Wednesday, January 15, 2014

William H. Scheide (cont.)




William Scheide in his library a few years ago

On Monday I attended a rather unusual birthday luncheon.  We were marking the centenary of the philanthropist William (Bill) Scheide.  Mr. Scheide, a Princeton graduate of the class of 1936 (the year of my birth, as it happens), was actually born on January 6, 1914; but it will require several weeks of celebration by numerous and diverse constituencies of admirers to attempt justice to the man’s wide-ranging interests and benevolences.  This luncheon paid homage to two of the most important of Scheide’s roles: as musicologist and as bibliophile.
The Scheide Library Reading Room

            Bill Scheide is eminent as an expert in J. S. Bach.  He has an important collection of early musical manuscripts, and he played a crucial part in reviving the performance of Bach’s choral music by founding, in 1946, the Bach Aria Group.   It is now hard to believe that such an indispensable body of music could fall into practical desuetude, but that is what was happening in America in the first half of the twentieth century, and Mr. Scheide was prominent among its rescuers.  At Monday’s lunch the “musical Scheide” was recognized in some typically elegant remarks by Scott Burnham, the Scheide Professor of Music, and with a brief but spectacular interlude by the Princeton Glee Club.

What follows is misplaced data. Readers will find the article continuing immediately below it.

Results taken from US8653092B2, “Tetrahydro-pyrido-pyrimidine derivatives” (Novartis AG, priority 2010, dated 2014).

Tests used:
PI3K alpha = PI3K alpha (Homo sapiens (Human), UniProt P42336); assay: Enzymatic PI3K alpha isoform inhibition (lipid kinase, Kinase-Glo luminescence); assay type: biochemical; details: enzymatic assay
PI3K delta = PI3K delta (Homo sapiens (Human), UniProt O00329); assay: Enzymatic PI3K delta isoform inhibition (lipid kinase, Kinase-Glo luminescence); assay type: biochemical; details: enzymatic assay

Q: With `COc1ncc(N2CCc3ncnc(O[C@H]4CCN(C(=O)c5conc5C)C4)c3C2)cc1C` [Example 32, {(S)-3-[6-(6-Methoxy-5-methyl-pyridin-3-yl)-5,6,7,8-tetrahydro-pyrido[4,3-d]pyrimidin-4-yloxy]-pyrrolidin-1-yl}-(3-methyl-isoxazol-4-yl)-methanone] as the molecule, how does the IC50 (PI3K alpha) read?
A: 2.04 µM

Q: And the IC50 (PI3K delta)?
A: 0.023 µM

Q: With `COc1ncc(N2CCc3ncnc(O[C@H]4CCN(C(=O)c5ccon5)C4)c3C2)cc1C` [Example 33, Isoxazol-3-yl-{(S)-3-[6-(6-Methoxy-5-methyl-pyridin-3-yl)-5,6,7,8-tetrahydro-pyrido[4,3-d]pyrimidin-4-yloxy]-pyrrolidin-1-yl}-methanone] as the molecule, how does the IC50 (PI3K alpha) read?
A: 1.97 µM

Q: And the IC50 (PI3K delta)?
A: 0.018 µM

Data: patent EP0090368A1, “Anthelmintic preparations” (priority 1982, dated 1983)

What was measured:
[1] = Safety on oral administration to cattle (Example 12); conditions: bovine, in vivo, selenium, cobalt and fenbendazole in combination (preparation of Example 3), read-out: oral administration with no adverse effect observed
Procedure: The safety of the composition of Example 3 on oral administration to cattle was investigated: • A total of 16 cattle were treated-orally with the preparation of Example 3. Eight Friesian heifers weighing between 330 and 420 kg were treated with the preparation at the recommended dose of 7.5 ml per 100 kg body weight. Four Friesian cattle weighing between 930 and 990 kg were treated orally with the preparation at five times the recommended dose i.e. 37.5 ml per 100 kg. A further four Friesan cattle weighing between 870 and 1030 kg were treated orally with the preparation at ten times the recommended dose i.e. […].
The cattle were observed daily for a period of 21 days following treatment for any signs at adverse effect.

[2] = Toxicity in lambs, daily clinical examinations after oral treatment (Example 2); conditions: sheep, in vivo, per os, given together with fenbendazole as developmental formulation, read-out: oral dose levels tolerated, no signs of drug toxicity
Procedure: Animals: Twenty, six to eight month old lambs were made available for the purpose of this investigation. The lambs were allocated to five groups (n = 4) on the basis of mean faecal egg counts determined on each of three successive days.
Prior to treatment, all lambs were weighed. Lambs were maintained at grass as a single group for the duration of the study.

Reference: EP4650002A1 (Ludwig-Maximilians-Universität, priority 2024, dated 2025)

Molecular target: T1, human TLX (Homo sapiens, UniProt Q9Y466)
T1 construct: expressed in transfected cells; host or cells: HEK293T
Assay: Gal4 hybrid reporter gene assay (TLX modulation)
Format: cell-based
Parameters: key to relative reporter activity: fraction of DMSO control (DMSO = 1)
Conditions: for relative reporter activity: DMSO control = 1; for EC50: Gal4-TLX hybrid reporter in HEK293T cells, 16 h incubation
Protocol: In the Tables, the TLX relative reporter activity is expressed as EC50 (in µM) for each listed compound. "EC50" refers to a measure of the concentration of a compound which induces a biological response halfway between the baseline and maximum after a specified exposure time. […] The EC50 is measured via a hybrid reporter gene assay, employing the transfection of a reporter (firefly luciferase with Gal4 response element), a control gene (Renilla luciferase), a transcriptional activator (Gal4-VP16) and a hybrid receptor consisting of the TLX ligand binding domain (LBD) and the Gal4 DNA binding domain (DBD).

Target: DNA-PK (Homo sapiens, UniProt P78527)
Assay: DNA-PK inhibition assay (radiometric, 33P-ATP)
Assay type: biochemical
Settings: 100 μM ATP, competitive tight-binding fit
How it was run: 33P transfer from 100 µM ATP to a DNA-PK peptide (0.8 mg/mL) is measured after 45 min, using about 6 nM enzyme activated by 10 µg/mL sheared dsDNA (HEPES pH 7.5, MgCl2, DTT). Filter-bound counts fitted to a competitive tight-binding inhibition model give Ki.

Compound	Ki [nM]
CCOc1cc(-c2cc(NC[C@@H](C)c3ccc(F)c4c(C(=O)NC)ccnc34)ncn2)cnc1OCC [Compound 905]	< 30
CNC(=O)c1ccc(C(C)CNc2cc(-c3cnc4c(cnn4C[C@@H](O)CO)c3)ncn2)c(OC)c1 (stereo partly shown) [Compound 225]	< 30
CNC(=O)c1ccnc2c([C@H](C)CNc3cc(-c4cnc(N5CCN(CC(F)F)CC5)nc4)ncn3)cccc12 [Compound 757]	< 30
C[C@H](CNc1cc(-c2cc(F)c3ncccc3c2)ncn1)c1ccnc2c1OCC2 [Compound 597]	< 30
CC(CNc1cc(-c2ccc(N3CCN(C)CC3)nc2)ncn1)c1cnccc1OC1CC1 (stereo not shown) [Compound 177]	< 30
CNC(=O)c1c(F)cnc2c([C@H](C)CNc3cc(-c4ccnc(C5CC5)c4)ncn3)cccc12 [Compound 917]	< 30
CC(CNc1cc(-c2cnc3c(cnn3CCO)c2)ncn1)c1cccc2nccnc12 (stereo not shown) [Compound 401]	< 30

outside
Chancellor Green Hall
inside

            The Glee Club was exploiting the architecture of the luncheon’s remarkable venue: the rotunda of Chancellor Green Hall, a magnificent neo-Gothic building dating from the early 1870s and the presidency of James McCosh.   Most of the great educational institutions of our country are among other things museums of visionary philanthropy.  The greatest local institutional benefactor of that age was a man named John C. Green, and there are Green Thises and Green Thats scattered over the Princeton campus.  John Green was too busy making money to go to college himself, but he donated a magnificent pseudo-ecclesiastical library in honor of his distinguished brother, Henry W. Green of the class of 1820, the Chancellor of the State of New Jersey and a trustee of the University.  For the past several years at Reunions the Glee Club, deployed in a large circle atop the well of the rotunda, have dazzled audiences with their rendition of the Tallis forty-part motet.  I think that Monday may have been their first time to sing “Happy Birthday” in circular formation.